By Meredith Sell
"There are a lot of ways that people can come to Jesus," Rob Neel, pastor of Upland United Methodist, said as he sat in his church's library. "There's only one person that got blinded. There's only one person that he met at the well."
Rob sees no reason to limit God's saving power to altar calls within church buildings. Jesus met people where they were, and that's what Rob seeks to do. Most recently, he's done this by starting a Bible study in the Bull Pen Bar & Grill on Main Street in Upland.
Every Wednesday at 7 p.m., Rob meets with one or several people in the bar to look at the Bible and discuss the relationship of God and man. He calls the Bible study "Theology on Tap."
"Probably . . . three years ago, I had a burden to (start the Bible study)," Rob said, "and so did one of the pastors at (Upland) Community Church."
They talked about it and approached the then bar owner. He wasn't interested.
"But that just kept stirring in my heart," Rob said. "How could we do something to, in a winsome way, connect people with the truth and the love of Christ?"
This past year, when Chris and Tammy Witt bought the Bull Pen and started remodeling it-putting in a kitchen, adding a patio-and building up a clientele, the idea for a Bible study returned to Rob's mind.
One day last fall, after leaving his car at Upland Tire, Rob started walking home and noticed the bar's front door standing open. He went inside, introduced himself to the Witts and asked about doing a Bible study there on the bar's slow days.
"Don't answer yet," Rob said to Chris. "You and your wife talk about it, think about it. I don't know if you're people that pray, but you may pray about it."
Then, Rob left.
A week or so later, Chris called Rob and decided to give it a chance. Not long after, Rob started coming to the Bull Pen with a backpack of Bibles and one other man from his church, Steve Hatland, for support. He told the rest of his church members-many of whom were excited about the opportunity-not to come.
"I don't want this to be invasion of the bar snatchers," Rob said. "'All the sudden, I can't go to my own bar because all these churchy people are going?'"
He told his parishioners to invite their unchurched friends, instead.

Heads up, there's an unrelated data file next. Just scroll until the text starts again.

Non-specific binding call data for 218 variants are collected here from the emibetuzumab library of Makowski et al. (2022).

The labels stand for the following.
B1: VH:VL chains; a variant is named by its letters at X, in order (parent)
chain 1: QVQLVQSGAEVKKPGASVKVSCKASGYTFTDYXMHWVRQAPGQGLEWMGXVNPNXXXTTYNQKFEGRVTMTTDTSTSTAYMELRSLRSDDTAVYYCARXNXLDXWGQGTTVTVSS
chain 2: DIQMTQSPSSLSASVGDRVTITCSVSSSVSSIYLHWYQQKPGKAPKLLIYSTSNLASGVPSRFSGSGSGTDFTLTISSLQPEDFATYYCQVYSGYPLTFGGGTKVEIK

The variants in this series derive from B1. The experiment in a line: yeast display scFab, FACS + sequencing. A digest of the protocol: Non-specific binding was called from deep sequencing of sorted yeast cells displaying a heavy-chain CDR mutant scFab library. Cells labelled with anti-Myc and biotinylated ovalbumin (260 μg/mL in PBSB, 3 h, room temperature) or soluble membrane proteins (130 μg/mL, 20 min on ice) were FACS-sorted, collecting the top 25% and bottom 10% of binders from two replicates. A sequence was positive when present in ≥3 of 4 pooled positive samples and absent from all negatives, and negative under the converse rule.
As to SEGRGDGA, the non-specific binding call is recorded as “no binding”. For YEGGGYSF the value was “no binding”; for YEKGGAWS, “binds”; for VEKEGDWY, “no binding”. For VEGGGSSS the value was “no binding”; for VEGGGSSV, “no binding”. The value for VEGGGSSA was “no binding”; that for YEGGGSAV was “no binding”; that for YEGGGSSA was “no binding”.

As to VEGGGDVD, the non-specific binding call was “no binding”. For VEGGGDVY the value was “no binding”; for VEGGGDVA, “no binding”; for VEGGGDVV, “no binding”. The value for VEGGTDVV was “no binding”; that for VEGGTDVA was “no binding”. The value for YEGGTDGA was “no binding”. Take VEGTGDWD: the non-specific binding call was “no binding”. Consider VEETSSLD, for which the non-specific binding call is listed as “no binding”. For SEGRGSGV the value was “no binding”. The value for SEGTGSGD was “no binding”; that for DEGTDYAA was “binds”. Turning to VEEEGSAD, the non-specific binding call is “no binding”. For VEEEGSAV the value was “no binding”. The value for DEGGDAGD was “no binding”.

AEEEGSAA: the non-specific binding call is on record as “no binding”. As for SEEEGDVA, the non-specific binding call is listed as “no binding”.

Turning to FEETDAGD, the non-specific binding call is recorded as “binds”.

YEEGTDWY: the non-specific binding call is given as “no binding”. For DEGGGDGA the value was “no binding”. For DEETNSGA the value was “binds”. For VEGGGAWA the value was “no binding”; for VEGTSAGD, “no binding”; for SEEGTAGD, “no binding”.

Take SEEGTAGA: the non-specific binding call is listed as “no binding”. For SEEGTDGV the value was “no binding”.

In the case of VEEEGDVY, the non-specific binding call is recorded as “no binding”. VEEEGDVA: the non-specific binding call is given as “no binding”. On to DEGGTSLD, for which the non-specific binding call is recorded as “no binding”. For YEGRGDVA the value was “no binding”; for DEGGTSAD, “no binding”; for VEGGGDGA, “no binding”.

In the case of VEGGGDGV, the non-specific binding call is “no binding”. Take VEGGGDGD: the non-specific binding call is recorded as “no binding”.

Rob is a pastor and the son of a pastor, but the bar scene isn't foreign to him.
Growing up in Hartford City, Rob wanted nothing to do with the church. He went to Taylor for one year before transferring to Ball State. At 21 years old, he was kicked out of the Bull Penn, and he bartended in Muncie while he was studying at Ball State.
"It's not a foreign turf," Rob said. "It's a turf I haven't been on in a long time."
When Rob originally imagined Theology on Tap, he pictured himself at a table with a crowd of men asking questions about Jesus and discussing the Bible.
"That's not what happened," Rob said. "Right now, (it's) go and be my witness. Go and be my presence.'"
Initially, Chris was part of the weekly Bible study. For Christmas, Rob gave him a Bible.
"I want to bless him 'cause he's been a blessing," Rob said.
In the past few months, a change in Chris' work schedule, giving him 12 and 14 hour days, prevented him from coming to the Bible study. This caused an overall disconnect in Rob's presence there.
Many times, it would just be Rob and Steve. Days Rob knew this would be the case, he'd tell his wife, "I don't want to go to the bar again. Please, don't make me go to the bar."
Leading up to Easter, Rob was looking for a way to get out of the Bible study completely. He wasn't seeing any results, and he told his wife Theology on Tap wasn't doing what it was supposed to do.
"God's not released you from that yet, has he?" she asked. Rob admitted she was right.
"I was releasing myself because I was feeling like this was not particularly fruitful," Rob said.
At 11 a.m. the Saturday before Easter, Rob was again walking home from Upland Tire when he decided to walk into the Bull Pen to see if Chris was there. Chris wasn't, but his wife was, and a man was sitting at the end of the bar with $40 laying on the counter.
"This guy's just trashed," Rob said.
Rob came in and told Tammy, "Easter blessings."
"What's this Easter blessings stuff?" Rob remembered the man at the counter asking. "Are you a preacher or something?"
"Well, yes, I am," Rob said.
"What are you doing here?" the man asked.
Rob talked to him for a little while, and the man offered Rob a $20. "Put this in the plate!"
"Why don't you put it in the plate?" Rob said, going on to tell the man about the services, which the man complained were too early and too long.
When the man asked if Rob could shorten a half hour service, Rob answered by saying, "Yeah, I can. Did you know God loves you and he has a wonderful plan for your life? Easter blessings."
Theology on Tap has been fruitful: it's put Rob in contact with people he otherwise may never have spoken to.
"I don't know what's going to happen down the road," Rob said. "I do feel like God will open doors."
Can God use a Bible study in a bar?
"He could use a fortune cookie if he wanted to," Rob said. "He knows what each of us need."